Lot No. 135* (89th Auction)
Attributed to Antoine Rojard, Swiss, 37 x 21 x 11 mm, 17 g, circa 1800

An extraordinary, navette shaped half pearl-set ring watch with seconds
Case: 18k rose gold, the bezel set with half pearls, florally engraved rim, back with winding, setting, and regulating apertures. Dial: enamel, eccentric chapter ring with Arabic numerals for the indication of minutes and hours in the lower part, eccentric chapter ring with Arabic numerals for seconds at the top, blued hands. Movm.: navette-shaped movement, frosted, gilt, cylinder escapement.

Ring Watches
Very few makers were capable of making ring watches, considered as marvels of watchmaking. Around 1800 only Piguet et Capt, Antoine Rojard, and Pierre Simon Gounouilhou are known to make them. Among around sixty ring watches from that period we have records of, only three are signed, or rather scratched (by Piguet et Capt). The present one is in the style of Antoine Rojard whose claim to fame comes from his ring watch worn, according to the tradition, by Napoleon Bonaparte. Rojard and Humbert were practically the only competitors to Jaquet-Droz and his circle. In a letter to Frisard, Leschot writes about a certain worker "I think it best to treat him with tact…. He could harm us by going over to Humbert or Rojard".
Miniaturization in horology began in the 14th century. By the early 17th century, miniaturization was in full bloom. A German maker produced a small stackfreed watch with a movement measuring only 10 mm, less than 4 ½'''!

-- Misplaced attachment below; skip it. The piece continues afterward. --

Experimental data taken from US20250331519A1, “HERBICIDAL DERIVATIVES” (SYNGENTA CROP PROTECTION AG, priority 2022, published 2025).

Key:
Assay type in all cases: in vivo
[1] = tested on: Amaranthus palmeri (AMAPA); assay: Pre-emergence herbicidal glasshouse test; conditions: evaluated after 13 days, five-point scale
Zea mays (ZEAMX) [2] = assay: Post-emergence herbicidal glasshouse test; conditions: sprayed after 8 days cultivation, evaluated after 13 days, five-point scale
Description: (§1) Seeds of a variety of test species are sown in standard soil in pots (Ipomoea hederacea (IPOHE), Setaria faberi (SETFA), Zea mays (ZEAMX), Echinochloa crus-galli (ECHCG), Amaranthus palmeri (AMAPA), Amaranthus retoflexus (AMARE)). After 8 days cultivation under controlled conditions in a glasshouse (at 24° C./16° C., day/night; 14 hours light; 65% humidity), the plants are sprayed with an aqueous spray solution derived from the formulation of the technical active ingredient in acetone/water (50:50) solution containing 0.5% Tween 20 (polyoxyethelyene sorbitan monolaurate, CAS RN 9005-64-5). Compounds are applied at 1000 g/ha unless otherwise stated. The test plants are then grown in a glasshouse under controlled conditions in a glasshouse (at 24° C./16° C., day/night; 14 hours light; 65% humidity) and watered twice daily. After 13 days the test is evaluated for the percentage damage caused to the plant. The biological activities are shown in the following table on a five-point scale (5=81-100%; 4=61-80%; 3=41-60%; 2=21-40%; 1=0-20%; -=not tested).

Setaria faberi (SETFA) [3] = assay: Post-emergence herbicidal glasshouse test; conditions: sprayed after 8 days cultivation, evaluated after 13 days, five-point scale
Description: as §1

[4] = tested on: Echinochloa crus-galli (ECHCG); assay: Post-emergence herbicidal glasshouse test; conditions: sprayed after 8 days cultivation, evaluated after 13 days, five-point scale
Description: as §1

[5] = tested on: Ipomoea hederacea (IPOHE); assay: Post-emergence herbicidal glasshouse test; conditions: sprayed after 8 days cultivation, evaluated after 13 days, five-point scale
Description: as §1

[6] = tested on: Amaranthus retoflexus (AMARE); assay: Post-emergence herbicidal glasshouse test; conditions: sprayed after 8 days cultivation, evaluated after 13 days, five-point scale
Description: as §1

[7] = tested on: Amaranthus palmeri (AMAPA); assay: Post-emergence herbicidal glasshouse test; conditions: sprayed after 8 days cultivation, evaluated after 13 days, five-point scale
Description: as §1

As early as the 1580s, watchmakers were fascinated with the idea of fitting a watch into a ring. Only a few succeeded. In the early days, successful attempts ended up on a King's or Prince's finger, or that of a prelate. In the Metropolitan Museum of Art there is a very early ring watch, dating from about 1560 and signed I.W. The Mantua archives contain a letter from James Widman to the Duke of Mantua concerning three ring watches, and it is quite possible that one of them is the one in the Metropolitan Museum. In 1764, the young John Arnold presented an extraordinary ring watch to King George III of England. It was a half quarter repeater, less than two centimeters in diameter and had 120 parts. The watch brought fame to Arnold and established him as a very capable watchmaker. Czar Paul I of Russia offered Arnold double what George III had paid - already a small fortune of £500 - but Arnold refused.

This Lot comes from this tradition. The attribution to Rojard comes from the technical similarities of this movement to the Rojard's worn by Napoleon (sold at an auction in Geneva on November 13, 2010 for 92,500CHF).
Estimate  7,500 - 10,000 €
A lot from a recent auction!

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